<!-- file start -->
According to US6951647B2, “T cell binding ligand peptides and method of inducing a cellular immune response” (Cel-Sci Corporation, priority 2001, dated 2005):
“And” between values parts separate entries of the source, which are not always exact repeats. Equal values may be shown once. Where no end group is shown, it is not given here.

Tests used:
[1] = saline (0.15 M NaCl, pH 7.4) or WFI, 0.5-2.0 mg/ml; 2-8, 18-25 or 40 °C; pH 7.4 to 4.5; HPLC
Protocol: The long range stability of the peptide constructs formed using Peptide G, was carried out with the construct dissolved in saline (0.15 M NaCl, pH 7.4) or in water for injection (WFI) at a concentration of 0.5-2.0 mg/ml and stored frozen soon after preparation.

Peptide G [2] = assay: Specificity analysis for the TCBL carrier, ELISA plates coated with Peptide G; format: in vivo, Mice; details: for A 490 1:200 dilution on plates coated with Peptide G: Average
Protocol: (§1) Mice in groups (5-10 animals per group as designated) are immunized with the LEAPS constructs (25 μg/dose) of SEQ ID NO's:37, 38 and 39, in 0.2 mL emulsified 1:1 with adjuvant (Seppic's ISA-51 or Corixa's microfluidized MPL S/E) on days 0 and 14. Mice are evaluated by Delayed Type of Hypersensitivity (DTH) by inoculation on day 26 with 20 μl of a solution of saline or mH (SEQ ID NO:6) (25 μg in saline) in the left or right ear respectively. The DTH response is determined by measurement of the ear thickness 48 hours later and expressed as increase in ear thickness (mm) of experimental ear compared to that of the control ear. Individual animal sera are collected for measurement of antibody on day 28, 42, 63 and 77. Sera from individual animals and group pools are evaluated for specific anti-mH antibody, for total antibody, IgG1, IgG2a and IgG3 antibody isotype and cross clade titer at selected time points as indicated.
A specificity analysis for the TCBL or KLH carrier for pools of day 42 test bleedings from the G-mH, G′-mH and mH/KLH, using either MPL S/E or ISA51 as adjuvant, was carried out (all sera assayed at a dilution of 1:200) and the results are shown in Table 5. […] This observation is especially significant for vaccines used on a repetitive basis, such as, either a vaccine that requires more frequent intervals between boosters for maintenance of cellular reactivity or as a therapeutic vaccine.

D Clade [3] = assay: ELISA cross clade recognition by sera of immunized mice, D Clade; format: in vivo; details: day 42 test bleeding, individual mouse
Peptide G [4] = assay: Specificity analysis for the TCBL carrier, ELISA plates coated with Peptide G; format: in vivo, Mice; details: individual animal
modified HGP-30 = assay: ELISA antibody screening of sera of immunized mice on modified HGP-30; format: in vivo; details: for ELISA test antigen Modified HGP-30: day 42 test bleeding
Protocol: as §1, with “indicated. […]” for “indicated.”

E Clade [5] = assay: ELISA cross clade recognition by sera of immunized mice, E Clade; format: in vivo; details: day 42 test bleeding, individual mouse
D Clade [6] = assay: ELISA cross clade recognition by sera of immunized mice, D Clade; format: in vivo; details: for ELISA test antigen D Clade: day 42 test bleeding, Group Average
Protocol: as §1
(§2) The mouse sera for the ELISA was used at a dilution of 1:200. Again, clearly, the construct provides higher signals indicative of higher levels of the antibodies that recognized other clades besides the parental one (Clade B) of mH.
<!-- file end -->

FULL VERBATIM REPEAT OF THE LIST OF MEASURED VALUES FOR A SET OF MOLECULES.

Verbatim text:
According to US6951647B2, “T cell binding ligand peptides and method of inducing a cellular immune response” (Cel-Sci Corporation, priority 2001, dated 2005):
“And” between values parts separate entries of the source, which are not always exact repeats. Equal values may be shown once. Where no end group is shown, it is not given here.

Tests used:
[1] = saline (0.15 M NaCl, pH 7.4) or WFI, 0.5-2.0 mg/ml; 2-8, 18-25 or 40 °C; pH 7.4 to 4.5; HPLC
Protocol: The long range stability of the peptide constructs formed using Peptide G, was carried out with the construct dissolved in saline (0.15 M NaCl, pH 7.4) or in water for injection (WFI) at a concentration of 0.5-2.0 mg/ml and stored frozen soon after preparation.

Peptide G [2] = assay: Specificity analysis for the TCBL carrier, ELISA plates coated with Peptide G; format: in vivo, Mice; details: for A 490 1:200 dilution on plates coated with Peptide G: Average
Protocol: (§1) Mice in groups (5-10 animals per group as designated) are immunized with the LEAPS constructs (25 μg/dose) of SEQ ID NO's:37, 38 and 39, in 0.2 mL emulsified 1:1 with adjuvant (Seppic's ISA-51 or Corixa's microfluidized MPL S/E) on days 0 and 14. Mice are evaluated by Delayed Type of Hypersensitivity (DTH) by inoculation on day 26 with 20 μl of a solution of saline or mH (SEQ ID NO:6) (25 μg in saline) in the left or right ear respectively. The DTH response is determined by measurement of the ear thickness 48 hours later and expressed as increase in ear thickness (mm) of experimental ear compared to that of the control ear. Individual animal sera are collected for measurement of antibody on day 28, 42, 63 and 77. Sera from individual animals and group pools are evaluated for specific anti-mH antibody, for total antibody, IgG1, IgG2a and IgG3 antibody isotype and cross clade titer at selected time points as indicated.
A specificity analysis for the TCBL or KLH carrier for pools of day 42 test bleedings from the G-mH, G′-mH and mH/KLH, using either MPL S/E or ISA51 as adjuvant, was carried out (all sera assayed at a dilution of 1:200) and the results are shown in Table 5. […] This observation is especially significant for vaccines used on a repetitive basis, such as, either a vaccine that requires more frequent intervals between boosters for maintenance of cellular reactivity or as a therapeutic vaccine.

D Clade [3] = assay: ELISA cross clade recognition by sera of immunized mice, D Clade; format: in vivo; details: day 42 test bleeding, individual mouse
Peptide G [4] = assay: Specificity analysis for the TCBL carrier, ELISA plates coated with Peptide G; format: in vivo, Mice; details: individual animal
modified HGP-30 = assay: ELISA antibody screening of sera of immunized mice on modified HGP-30; format: in vivo; details: for ELISA test antigen Modified HGP-30: day 42 test bleeding
Protocol: as §1, with “indicated. […]” for “indicated.”

E Clade [5] = assay: ELISA cross clade recognition by sera of immunized mice, E Clade; format: in vivo; details: day 42 test bleeding, individual mouse
D Clade [6] = assay: ELISA cross clade recognition by sera of immunized mice, D Clade; format: in vivo; details: for ELISA test antigen D Clade: day 42 test bleeding, Group Average
Protocol: as §1
(§2) The mouse sera for the ELISA was used at a dilution of 1:200. Again, clearly, the construct provides higher signals indicative of higher levels of the antibodies that recognized other clades besides the parental one (Clade B) of mH.